When Prince passed away in 2016, counterfeit and mislabeled pills were found in his home and attributed to his death. The pills in questioned were supposed to be a mix of acetaminophen and hydrocodone, also known as Vicodin, but were instead a mixture of lidocaine and fentanyl. Now, a toxicology report from Prince’s autopsy has surfaced, and it reveals that he had what is being called an “exceedingly high” amount of fentanyl in his system when he passed.
The Associated Press obtained the report, and it says that the levels of fentanyl, a synthetic opioid that’s 50 times more powerful than heroin, were significant. People have died with anywhere from three to 58 micrograms of fentanyl per liter of blood in their bodies: Prince’s concentration was at 67.8 micrograms per liter. The report also says that concentrations of 69 micrograms per kilogram in the liver “seem to represent overdose or fatal toxicity cases”: Prince had 450 micrograms per kilogram.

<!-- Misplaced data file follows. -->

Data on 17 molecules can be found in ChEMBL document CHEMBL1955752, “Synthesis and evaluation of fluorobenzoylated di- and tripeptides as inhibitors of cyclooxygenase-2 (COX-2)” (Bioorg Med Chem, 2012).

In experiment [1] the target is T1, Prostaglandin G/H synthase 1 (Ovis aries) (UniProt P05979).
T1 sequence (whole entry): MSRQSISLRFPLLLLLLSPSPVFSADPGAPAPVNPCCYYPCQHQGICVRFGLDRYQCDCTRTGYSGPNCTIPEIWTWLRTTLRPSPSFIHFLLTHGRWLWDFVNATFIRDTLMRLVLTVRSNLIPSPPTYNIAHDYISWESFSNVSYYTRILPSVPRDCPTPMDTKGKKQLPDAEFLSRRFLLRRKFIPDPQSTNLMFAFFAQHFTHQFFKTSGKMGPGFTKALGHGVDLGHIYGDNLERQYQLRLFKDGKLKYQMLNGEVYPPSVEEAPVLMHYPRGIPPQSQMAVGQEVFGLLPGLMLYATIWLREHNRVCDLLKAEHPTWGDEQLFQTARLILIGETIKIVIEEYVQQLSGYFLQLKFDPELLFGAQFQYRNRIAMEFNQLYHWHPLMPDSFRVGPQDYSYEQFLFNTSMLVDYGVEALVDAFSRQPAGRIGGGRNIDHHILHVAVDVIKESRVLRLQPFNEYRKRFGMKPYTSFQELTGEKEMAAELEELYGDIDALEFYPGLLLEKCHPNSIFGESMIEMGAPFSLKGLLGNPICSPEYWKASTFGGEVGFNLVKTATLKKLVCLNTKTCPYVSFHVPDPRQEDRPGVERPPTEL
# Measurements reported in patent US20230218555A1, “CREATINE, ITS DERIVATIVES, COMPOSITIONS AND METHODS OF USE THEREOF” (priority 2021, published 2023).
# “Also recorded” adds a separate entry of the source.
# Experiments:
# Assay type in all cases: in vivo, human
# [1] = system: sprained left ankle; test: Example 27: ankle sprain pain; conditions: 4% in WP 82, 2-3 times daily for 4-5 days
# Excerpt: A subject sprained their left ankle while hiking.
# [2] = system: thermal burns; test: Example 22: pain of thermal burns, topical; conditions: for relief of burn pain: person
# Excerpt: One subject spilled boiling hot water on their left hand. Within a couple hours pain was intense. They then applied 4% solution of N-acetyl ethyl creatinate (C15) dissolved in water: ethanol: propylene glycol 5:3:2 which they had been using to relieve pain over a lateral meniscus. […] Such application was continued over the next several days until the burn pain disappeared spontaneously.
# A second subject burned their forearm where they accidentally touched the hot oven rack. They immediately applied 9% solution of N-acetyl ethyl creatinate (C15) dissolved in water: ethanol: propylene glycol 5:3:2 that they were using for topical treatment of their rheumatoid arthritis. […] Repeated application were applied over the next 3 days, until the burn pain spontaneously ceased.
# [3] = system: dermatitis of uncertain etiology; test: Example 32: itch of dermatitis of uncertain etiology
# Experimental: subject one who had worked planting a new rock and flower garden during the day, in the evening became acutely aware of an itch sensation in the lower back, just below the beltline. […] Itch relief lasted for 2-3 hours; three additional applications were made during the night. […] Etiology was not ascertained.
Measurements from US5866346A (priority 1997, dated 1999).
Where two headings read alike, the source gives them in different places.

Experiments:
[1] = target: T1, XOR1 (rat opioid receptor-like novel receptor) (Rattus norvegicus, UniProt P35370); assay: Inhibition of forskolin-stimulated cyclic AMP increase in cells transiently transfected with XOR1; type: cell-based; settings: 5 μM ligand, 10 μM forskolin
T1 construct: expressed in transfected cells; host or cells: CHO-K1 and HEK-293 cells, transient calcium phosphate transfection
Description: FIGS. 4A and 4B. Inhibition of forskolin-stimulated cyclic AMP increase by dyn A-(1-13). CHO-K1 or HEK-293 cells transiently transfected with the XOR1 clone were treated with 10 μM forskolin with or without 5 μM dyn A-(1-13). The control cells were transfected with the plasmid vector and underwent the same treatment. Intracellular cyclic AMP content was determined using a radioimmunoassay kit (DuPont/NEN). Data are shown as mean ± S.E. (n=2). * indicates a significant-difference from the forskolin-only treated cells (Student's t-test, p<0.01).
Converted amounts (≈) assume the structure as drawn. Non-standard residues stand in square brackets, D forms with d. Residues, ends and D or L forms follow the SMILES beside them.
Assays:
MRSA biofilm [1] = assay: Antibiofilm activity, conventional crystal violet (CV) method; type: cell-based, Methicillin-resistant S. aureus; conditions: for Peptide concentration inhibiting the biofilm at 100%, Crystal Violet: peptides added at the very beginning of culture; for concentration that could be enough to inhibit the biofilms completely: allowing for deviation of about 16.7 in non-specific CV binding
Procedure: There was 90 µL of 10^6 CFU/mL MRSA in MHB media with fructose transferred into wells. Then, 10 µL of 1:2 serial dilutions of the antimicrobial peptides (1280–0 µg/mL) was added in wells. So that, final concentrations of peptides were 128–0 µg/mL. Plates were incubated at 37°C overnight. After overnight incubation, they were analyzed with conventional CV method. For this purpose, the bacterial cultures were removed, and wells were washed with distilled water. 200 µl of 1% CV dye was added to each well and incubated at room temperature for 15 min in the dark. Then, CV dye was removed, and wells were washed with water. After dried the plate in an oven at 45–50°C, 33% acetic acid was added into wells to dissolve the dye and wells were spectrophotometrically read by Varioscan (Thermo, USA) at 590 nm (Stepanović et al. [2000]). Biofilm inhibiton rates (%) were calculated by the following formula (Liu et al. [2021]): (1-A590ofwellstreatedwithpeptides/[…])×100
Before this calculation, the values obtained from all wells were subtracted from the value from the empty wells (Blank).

Dr. Lewis Nelson, chairman of emergency medicine at Rutgers New Jersey Medical School, told the AP that Prince’s fentanyl concentrations are “a pretty clear smoking gun,” and said, “The amount in his blood is exceedingly high, even for somebody who is a chronic pain patient on fentanyl patches.”
When the pills were initially discovered, officials suspected that Prince’s overdose was accidental, since fentanyl wasn’t found in the singer’s system in tests before his death, suggesting that we wasn’t a longtime user.